Vaccination rates for African Americans still lag; La. COVID19 task force works to improve the numbers
NEW ORLEANS (WVUE) - As the Delta variant sickens more Louisiana residents, data shows African Americans still lag in terms of vaccination rates.
The Louisiana Department of Health’s data says blacks make up 29.28% of the vaccines administered compared to 58.4% for whites.
Dr. Thomas LaVeist is Dean of the School of Public Health and Tropical Medicine at Tulane University and co-Chair of the Louisiana COVID-19 Health Equity Task Force.
LaVeist says the task force continues to work to educate more people about the safety of the three authorized vaccines.
“We continue to work with the state, with the state health department in developing strategies and policies for getting people vaccinated. We are working on a variety of different strategies, we’re trying knocking on doors, different strategies with the use of digital media, different ways of reaching people and different messengers to bring the message of the need to get vaccinated,” said LaVeist.
LaVeist said some people are hesitant and others are vaccine-resistant.
“When you start talking to people about what their, why they are not vaccinated we find different categories of reasons and so there are really different types of people, so we’re trying to become more nuanced in the way we message to attract different people and message to those different objections,” said LaVeist.
He said some have lingering vaccine questions.
“A lot of them have legitimate questions like how did you create a vaccine in 10 months when normally it takes more than 10 years, those are legitimate questions that we can answer, is it safe, you know, we have emergency use authorization, but FDA has not given full approval, so what does that mean? We can answer those questions and in many cases when we answer those questions people are satisfied and they’re willing to get vaccinated,” LaVeist stated.
According to Census data blacks are 32.8% of Louisiana’s population and whites make up 62.8%.
“We’ve had issues with vaccine hesitancy in the black community but not only in the black community. In fact, if you look at some of the local jurisdictions around the state, we actually have higher rates of vaccination for African Americans in some parts of the state as well, some of the local communities,” said LaVeist.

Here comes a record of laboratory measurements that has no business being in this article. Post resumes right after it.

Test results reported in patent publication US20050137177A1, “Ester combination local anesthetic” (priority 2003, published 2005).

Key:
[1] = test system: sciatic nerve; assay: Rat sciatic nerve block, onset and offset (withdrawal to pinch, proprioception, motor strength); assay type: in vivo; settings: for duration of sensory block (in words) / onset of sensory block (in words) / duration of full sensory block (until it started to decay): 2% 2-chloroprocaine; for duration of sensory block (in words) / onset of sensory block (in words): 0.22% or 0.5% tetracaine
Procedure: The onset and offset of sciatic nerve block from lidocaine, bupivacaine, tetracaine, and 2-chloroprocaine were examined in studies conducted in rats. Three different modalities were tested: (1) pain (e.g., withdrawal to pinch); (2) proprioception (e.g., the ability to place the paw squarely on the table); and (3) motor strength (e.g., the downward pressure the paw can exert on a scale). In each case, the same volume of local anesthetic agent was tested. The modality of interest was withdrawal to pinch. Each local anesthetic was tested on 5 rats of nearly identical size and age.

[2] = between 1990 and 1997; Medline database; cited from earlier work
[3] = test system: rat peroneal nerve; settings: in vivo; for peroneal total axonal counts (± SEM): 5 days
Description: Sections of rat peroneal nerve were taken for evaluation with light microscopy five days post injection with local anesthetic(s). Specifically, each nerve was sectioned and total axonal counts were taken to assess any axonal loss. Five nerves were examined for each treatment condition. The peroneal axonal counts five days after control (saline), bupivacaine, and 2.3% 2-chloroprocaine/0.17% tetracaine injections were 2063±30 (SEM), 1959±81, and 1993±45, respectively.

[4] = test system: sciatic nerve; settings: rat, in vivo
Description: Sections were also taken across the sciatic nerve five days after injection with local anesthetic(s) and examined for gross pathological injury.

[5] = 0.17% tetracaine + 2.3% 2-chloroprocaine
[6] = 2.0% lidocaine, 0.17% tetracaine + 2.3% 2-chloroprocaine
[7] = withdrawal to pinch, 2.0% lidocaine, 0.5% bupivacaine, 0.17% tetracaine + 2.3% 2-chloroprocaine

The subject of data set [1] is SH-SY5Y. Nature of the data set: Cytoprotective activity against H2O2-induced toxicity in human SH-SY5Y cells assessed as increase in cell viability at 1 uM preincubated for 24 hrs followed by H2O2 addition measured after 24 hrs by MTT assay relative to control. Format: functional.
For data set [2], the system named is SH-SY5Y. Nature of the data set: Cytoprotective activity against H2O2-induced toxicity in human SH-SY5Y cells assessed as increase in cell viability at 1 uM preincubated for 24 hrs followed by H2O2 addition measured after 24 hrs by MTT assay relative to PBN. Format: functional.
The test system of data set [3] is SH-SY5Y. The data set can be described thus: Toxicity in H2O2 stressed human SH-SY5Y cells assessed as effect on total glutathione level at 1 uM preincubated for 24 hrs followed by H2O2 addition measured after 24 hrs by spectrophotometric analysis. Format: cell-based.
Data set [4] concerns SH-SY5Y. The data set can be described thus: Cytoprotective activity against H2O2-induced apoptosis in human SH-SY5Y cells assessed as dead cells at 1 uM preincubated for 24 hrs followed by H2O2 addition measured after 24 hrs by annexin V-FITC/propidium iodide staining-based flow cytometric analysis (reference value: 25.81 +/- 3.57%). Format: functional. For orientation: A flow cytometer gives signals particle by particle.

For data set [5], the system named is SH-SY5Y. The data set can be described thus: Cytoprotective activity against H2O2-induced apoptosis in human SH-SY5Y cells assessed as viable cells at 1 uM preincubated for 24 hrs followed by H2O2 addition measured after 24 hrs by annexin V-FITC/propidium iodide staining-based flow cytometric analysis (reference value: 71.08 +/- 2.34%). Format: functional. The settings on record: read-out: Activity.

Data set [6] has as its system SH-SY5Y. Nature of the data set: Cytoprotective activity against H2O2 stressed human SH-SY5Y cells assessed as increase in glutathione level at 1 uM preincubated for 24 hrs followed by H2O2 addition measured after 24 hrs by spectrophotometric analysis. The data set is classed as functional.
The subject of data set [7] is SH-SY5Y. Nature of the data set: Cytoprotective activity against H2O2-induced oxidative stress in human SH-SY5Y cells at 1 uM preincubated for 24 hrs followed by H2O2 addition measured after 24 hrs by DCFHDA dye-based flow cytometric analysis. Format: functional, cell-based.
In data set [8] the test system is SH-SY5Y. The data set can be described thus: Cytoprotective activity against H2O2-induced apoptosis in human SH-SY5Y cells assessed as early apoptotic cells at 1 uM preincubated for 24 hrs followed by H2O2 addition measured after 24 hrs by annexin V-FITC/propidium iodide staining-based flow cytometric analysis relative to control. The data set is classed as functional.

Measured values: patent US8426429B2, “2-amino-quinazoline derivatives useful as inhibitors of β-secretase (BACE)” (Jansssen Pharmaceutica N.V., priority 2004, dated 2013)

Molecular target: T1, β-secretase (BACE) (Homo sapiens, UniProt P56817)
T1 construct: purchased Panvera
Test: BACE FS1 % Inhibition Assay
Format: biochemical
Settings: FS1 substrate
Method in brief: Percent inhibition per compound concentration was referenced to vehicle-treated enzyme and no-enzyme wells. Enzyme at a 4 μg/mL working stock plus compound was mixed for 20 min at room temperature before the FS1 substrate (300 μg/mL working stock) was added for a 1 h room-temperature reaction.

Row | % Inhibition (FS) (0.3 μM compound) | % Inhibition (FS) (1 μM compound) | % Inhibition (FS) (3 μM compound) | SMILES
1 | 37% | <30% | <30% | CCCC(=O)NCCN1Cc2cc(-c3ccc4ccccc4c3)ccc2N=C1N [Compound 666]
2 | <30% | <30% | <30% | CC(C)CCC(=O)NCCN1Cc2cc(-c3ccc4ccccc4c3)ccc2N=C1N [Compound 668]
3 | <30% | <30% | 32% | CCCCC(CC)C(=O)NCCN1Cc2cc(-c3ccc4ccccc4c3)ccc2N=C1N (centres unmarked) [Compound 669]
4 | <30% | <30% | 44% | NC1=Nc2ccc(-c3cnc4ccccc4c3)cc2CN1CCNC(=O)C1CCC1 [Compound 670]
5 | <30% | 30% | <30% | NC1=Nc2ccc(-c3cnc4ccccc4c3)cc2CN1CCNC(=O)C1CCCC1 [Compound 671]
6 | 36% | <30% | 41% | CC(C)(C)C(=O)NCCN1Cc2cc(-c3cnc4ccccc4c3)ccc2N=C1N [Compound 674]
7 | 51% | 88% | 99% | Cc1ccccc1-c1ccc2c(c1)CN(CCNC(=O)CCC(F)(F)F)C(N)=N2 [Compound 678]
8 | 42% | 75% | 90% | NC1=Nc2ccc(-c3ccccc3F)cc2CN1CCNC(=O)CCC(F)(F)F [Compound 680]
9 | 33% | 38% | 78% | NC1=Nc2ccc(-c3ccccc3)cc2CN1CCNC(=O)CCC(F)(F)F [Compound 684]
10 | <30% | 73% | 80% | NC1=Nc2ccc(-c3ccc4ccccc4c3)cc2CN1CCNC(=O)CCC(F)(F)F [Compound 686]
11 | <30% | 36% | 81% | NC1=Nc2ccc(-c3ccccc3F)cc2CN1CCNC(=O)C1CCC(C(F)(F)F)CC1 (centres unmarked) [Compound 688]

In New Orleans, blacks are 60% of the population and blacks are 43.9% of the vaccinations completed by race which is slightly higher than whites at 43.0.
Dr. Jennifer Avegno is Director of the New Orleans Health Department.
“You’ve seen actually our vaccination rates go up nicely over the last several weeks and what’s made me even more happy is that when you break that down racially, we’ve seen our residents of color actually getting vaccinated at faster rates than our white residents in the last couple of weeks,” said Avegno.
In Jefferson Parish which sits just outside of New Orleans only 22 percent of blacks are vaccinated compared to 60% of whites.
Overall, vaccinations in the state are increasing as the Delta variant has coronavirus case numbers and hospitalizations soaring.
“It is encouraging. I think one of the things that I’m noticing, we are getting more willing to accept the vaccine I think some of that is that people are getting those questions answered satisfactorily and they’re coming to understand more about the safety and the effectiveness of the vaccine,” LaVeist said.
LDH’s COVID-19 online dashboard shows 4.93% of Hispanics have completed the vaccine series.
“I think that’s really where we are with the black and Hispanic community, it’s mostly inconvenience, questions that still need to be answered and getting them the information that they need to make good choices,” said LaVeist.
Still across the board, some Louisianans are dug in related to their opposition to being vaccinated.
“There are other people, however, who their objections are more difficult to respond to, there are a lot of conspiracy theories out there, things that are simply untrue. We try to correct those things, but people just believe what they believe,” said LaVeist.
He said the vaccines are safe and effective. And he addressed concerns raised by some people who fear possible side effects after the shots.
“We know that we’ve had over 600,000 Americans die from the virus, right? So, the risk of the vaccine is far less than the risk of the virus and it just seems to me that taking your chances with the virus is just not a smart decision,” LaVeist.
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